SAN FRANCISCO -- Salesforce.com's maneuvering across the enterprise continued this week with the announcement of Work.com, a social performance management platform billed as the "first step toward transforming human resources for the social era."
Work.com represents a "gamification"
"Getting people to be passionate at work and wanting them to complete activities is a good thing," said Elise Olding, a research director at Stamford, Conn.-based Gartner Inc.
Salesforce.com acquired the technology behind Work.com last December when it purchased Rypple, a Toronto-based company that offed cloud-based human resources software.
Salesforce breaks its Work.com strategy into three parts, according to company officials and IT analysts that attended the conference. The customer relationship management (CRM) giant wants to provide customer companies with a way to align and communicate business goals in a transparent manner, incentivize employees to perform better through rewards, and increase the ability of employees to provide feedback about systems and processes. The tool is integrated with Chatter and can be used inside other Salesforce platforms, like Sales Cloud and Marketing Cloud.
For more coverage of Dreamforce 2012
Salesforce.com customers share hopes, dreams
Salesforce.com pushes for ‘connected apps'
Business execs speak out at Dreamforce 2012
Salesforce Executive Vice President of Social Applications John Wookey led the Dreamforce 2012 audience through a demonstration of the platform using Facebook as a customer example. The choice of Facebook made sense later in the keynote, when the company unveiled its new Salesforce Identity product and described it as a "Facebook-like identity [service] for the enterprise."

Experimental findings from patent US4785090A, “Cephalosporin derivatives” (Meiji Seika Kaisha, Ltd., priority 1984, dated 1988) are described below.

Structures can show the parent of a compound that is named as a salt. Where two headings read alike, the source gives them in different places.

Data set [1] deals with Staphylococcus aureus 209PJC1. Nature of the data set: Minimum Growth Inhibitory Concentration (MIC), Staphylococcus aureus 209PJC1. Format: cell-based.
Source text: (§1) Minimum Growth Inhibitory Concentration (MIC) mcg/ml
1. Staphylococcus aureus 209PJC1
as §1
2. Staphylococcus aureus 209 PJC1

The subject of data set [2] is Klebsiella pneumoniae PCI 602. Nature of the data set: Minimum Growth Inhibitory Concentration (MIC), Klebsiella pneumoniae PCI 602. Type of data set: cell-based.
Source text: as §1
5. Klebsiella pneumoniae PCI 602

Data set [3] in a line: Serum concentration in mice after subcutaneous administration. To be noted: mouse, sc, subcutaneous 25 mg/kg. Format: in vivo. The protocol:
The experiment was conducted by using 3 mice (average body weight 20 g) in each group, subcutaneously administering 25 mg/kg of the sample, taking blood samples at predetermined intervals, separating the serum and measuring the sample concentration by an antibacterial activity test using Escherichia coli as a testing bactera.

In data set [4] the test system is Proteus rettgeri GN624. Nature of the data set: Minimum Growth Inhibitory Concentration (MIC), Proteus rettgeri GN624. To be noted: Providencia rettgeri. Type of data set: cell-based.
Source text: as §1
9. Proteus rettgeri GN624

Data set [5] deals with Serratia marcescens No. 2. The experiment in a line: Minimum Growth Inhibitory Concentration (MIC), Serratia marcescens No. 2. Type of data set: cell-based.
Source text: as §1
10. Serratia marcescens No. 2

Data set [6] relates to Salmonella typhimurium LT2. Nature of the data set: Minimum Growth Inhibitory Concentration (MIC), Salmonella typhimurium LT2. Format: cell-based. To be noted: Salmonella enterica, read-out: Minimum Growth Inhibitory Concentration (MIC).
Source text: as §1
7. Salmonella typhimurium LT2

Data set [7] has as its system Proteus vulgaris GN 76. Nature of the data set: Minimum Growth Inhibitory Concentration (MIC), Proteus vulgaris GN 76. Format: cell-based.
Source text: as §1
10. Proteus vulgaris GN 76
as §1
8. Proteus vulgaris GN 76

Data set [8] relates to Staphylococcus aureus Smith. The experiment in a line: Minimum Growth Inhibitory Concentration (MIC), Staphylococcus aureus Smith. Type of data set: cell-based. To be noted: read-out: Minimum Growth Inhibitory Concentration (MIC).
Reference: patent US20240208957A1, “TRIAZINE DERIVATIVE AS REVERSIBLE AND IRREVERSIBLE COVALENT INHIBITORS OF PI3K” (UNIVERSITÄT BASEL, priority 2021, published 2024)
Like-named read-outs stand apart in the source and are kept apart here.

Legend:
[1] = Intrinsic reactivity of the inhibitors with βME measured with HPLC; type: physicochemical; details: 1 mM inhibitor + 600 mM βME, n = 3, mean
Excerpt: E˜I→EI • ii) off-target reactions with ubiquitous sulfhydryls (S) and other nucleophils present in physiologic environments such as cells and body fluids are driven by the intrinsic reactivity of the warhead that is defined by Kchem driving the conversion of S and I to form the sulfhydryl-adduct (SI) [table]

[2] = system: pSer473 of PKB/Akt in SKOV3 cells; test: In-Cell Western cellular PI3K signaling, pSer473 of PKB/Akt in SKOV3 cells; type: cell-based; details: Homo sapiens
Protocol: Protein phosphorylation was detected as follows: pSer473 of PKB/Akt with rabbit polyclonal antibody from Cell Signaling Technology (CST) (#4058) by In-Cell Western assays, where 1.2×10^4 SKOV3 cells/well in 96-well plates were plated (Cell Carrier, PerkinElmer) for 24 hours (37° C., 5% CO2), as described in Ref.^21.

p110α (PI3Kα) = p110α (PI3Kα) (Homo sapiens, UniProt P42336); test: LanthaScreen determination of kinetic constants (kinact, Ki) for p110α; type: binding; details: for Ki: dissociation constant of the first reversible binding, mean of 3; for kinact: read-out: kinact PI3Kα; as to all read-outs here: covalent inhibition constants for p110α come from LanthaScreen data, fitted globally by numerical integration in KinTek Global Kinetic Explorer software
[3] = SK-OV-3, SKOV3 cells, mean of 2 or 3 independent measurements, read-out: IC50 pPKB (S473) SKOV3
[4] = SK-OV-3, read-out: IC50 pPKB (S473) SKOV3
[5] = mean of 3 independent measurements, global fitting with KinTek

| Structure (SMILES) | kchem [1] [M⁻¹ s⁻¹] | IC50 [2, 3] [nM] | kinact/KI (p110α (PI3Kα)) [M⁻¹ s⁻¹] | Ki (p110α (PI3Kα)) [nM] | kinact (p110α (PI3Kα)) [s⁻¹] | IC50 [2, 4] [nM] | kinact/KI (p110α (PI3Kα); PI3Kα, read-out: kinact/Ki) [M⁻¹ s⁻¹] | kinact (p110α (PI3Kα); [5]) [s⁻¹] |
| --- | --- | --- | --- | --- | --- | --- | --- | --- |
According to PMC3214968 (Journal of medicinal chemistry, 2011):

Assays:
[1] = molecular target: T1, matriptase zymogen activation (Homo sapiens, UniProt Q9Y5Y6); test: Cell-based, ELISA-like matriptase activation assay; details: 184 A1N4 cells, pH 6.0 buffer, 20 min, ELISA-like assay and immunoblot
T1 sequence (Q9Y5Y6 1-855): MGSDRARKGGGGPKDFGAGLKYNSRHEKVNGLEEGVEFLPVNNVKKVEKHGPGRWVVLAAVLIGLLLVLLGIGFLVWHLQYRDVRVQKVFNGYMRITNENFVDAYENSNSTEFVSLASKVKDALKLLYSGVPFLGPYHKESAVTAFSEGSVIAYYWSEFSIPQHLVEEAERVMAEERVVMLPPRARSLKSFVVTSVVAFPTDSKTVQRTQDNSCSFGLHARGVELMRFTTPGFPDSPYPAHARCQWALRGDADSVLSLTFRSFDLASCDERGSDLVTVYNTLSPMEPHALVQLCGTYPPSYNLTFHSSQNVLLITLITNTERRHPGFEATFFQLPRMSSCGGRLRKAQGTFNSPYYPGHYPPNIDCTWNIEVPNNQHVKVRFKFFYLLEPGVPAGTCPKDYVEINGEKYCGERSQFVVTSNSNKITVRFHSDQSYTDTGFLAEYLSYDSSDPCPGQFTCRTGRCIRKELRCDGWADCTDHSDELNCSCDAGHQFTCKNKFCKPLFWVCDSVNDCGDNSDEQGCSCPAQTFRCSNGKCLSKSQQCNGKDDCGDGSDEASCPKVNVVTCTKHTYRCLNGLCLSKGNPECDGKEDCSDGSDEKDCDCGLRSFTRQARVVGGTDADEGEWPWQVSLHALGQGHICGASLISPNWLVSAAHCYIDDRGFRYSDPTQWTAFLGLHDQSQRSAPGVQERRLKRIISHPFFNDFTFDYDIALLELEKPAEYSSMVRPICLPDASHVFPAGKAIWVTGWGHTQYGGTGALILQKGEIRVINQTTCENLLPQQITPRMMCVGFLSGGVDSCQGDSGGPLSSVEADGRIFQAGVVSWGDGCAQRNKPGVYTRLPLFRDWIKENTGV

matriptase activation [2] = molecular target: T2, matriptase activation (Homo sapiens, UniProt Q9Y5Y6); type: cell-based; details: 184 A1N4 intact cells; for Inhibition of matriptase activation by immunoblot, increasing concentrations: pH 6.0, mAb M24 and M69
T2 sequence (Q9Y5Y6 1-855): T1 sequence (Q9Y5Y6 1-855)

Wookey explained how Work.com is used by managers to set goals for employees, monitor performance in reaching those goals, give feedback and reward success. He demonstrated a Facebook-like feedback setup using Chatter. He displayed the employee performance review template that allowed a manager to examine sales metrics, goals and previous feedback to create an employee review.
"I think it is [a good idea] because it provides transparency," Olding said. "If you're using the same criteria across [business units] it can be fairer. It takes a lot of the politics and favoritism out of performance reviews."
The idea of gamification comes in with the rewards options. There are levels that can be bestowed, recognitions like "thank you" or "good job," and specific badges that represent expertise. Some badges come with points attached, which are directly transferrable into dollars that can be used on Amazon.com, a partner with Salesforce on the project.
"Now you can take public recognition and augment it with tangible rewards," Wookey said.
While Wookey used the example of a salesman besting a quota and getting rewarded, he made it clear that gamification is more about engaging employees and getting them to work collaboratively on team goals. Olding agrees with that approach.
"I would caution against using gamification for competition. I'd like to see it used around collaboration," she said. "There are a lot of game mechanics that can be focused around collaboration."
Work.com also partners with Workday to integrate into its human capital management software. Workday's HCM is a data source about employee activities that feeds into Work.com. Salesforce said Work.com will become available later this year. Pricing begins at $5 per user.